77%

#10
Adjusted Score: 81.074%
Critics Consensus: License to Kill is darker than many of the other Bond entries, with Timothy Dalton playing the character with intensity, but it still has some solid chases and fight scenes.
Synopsis: For his second outing as James Bond, Timothy Dalton is working on his own rather than on behalf of the... [More]
Directed By: John Glen

#9

GoldenEye (1995)
78%

#9
Adjusted Score: 82.932%
Critics Consensus: The first and best Pierce Brosnan Bond film, GoldenEye brings the series into a more modern context, and the result is a 007 entry that's high-tech, action-packed, and urbane.
Synopsis: A beautiful Russian mobster and the evil General Ourumov take over a Space Weapons Control Station and arm an attack... [More]
Directed By: Martin Campbell

#8
#8
Adjusted Score: 83.861%
Critics Consensus: Though it hints at the absurdity to come in later installments, The Spy Who Loved Me's sleek style, menacing villains, and sly wit make it the best of the Roger Moore era.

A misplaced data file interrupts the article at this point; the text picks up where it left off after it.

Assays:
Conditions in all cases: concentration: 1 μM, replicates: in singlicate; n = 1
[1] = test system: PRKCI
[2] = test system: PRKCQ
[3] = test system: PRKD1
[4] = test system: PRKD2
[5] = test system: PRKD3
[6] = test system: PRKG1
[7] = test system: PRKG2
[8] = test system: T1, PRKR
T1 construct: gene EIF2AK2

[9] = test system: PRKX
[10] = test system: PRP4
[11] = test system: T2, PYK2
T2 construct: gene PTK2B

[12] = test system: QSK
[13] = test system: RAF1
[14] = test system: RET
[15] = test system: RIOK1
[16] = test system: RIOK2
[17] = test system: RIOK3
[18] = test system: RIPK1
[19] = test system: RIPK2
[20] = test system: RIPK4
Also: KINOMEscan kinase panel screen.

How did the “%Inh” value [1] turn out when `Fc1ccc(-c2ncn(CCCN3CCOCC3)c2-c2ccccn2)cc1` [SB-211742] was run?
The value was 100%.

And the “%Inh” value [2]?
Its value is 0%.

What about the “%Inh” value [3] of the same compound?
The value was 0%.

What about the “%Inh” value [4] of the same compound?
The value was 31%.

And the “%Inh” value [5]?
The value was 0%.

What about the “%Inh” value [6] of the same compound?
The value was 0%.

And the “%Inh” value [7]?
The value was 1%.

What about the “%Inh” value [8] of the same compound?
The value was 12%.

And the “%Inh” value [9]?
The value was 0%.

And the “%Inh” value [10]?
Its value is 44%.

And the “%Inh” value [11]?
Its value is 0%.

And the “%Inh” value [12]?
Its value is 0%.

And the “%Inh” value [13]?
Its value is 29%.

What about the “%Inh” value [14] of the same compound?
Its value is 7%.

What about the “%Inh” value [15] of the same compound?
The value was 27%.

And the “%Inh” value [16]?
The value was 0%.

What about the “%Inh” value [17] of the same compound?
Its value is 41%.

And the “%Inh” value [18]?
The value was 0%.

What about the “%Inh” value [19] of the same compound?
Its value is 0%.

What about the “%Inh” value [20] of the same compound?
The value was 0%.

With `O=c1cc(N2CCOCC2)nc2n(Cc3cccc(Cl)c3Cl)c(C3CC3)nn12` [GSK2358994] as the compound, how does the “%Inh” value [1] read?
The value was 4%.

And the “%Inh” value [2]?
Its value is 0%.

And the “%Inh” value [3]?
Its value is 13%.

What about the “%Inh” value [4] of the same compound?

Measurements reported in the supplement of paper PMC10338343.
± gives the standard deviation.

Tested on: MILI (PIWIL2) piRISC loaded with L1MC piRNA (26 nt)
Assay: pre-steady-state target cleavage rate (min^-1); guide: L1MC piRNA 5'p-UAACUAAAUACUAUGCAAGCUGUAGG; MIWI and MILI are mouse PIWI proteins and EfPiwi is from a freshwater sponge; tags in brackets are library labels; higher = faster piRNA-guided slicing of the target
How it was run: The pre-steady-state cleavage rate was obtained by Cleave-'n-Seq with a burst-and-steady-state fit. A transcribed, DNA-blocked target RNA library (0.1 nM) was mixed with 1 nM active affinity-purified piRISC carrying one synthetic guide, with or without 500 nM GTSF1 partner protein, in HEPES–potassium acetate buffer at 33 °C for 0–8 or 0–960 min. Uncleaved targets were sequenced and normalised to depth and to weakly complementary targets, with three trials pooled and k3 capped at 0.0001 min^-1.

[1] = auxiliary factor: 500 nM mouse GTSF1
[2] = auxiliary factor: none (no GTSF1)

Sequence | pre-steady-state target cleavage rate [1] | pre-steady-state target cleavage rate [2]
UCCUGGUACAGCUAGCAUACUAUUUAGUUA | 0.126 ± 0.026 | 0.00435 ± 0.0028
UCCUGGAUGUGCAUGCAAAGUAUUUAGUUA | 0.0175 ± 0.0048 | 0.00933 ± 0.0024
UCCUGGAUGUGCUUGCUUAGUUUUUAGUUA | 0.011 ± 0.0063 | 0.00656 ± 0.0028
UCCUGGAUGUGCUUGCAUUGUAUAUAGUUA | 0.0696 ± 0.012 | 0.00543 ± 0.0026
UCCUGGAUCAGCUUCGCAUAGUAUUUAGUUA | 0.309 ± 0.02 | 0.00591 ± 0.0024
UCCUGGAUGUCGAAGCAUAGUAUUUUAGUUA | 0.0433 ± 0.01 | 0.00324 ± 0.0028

Synopsis: Roger Moore as agent 007 teams up with a beautiful Soviet agent (Barbara Bach) to battle Stromberg (Curt Jurgens) in... [More]
Directed By: Lewis Gilbert

#7
Adjusted Score: 86.281%
Critics Consensus: George Lazenby's only appearance as 007 is a fine entry in the series, featuring one of the most intriguing Bond girls in Tracy di Vincenzo (Diana Rigg), breathtaking visuals, and some great ski chases.
Synopsis: Connery's decision to quit as Bond left Broccoli and Saltzman with a headache. The press went into overdrive speculating on... [More]
Directed By: Peter R. Hunt

#6

Thunderball (1965)
88%

#6
Adjusted Score: 94.222%
Critics Consensus: Lavishly rendered set pieces and Sean Connery's enduring charm make Thunderball a big, fun adventure, even if it doesn't quite measure up to the series' previous heights.
Synopsis: Thunderball finds James Bond matching wits with the sinister espionage organization S.P.E.C.T.R.E, (which stands for Special Executive for Counterintelligence, Terrorism,... [More]
Directed By: Terence Young

#5

Skyfall (2012)
92%

#5
Adjusted Score: 106.286%